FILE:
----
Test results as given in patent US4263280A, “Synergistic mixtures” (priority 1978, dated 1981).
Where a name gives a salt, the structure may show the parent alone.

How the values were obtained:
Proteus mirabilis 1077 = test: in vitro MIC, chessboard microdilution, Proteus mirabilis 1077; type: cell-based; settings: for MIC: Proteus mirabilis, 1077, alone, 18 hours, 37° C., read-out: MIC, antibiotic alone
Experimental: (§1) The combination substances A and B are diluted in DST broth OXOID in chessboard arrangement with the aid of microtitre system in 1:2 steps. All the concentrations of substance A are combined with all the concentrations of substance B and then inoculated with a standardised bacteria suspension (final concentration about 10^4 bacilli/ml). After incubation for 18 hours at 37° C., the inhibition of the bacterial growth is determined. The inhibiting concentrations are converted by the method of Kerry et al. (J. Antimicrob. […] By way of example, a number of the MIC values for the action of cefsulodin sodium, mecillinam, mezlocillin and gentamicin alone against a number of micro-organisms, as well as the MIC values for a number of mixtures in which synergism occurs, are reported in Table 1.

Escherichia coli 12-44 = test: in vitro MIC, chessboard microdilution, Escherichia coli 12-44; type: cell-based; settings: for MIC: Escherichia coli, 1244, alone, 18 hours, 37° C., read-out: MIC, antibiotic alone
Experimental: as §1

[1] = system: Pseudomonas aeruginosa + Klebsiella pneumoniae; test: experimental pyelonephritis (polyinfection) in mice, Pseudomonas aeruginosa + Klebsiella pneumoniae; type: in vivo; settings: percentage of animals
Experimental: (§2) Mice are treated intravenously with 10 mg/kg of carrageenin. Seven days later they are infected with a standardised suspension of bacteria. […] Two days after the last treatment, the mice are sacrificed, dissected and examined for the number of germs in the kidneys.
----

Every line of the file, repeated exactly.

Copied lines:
Test results as given in patent US4263280A, “Synergistic mixtures” (priority 1978, dated 1981).
Where a name gives a salt, the structure may show the parent alone.

How the values were obtained:
Proteus mirabilis 1077 = test: in vitro MIC, chessboard microdilution, Proteus mirabilis 1077; type: cell-based; settings: for MIC: Proteus mirabilis, 1077, alone, 18 hours, 37° C., read-out: MIC, antibiotic alone
Experimental: (§1) The combination substances A and B are diluted in DST broth OXOID in chessboard arrangement with the aid of microtitre system in 1:2 steps. All the concentrations of substance A are combined with all the concentrations of substance B and then inoculated with a standardised bacteria suspension (final concentration about 10^4 bacilli/ml). After incubation for 18 hours at 37° C., the inhibition of the bacterial growth is determined. The inhibiting concentrations are converted by the method of Kerry et al. (J. Antimicrob. […] By way of example, a number of the MIC values for the action of cefsulodin sodium, mecillinam, mezlocillin and gentamicin alone against a number of micro-organisms, as well as the MIC values for a number of mixtures in which synergism occurs, are reported in Table 1.

Escherichia coli 12-44 = test: in vitro MIC, chessboard microdilution, Escherichia coli 12-44; type: cell-based; settings: for MIC: Escherichia coli, 1244, alone, 18 hours, 37° C., read-out: MIC, antibiotic alone
Experimental: as §1

[1] = system: Pseudomonas aeruginosa + Klebsiella pneumoniae; test: experimental pyelonephritis (polyinfection) in mice, Pseudomonas aeruginosa + Klebsiella pneumoniae; type: in vivo; settings: percentage of animals
Experimental: (§2) Mice are treated intravenously with 10 mg/kg of carrageenin. Seven days later they are infected with a standardised suspension of bacteria. […] Two days after the last treatment, the mice are sacrificed, dissected and examined for the number of germs in the kidneys.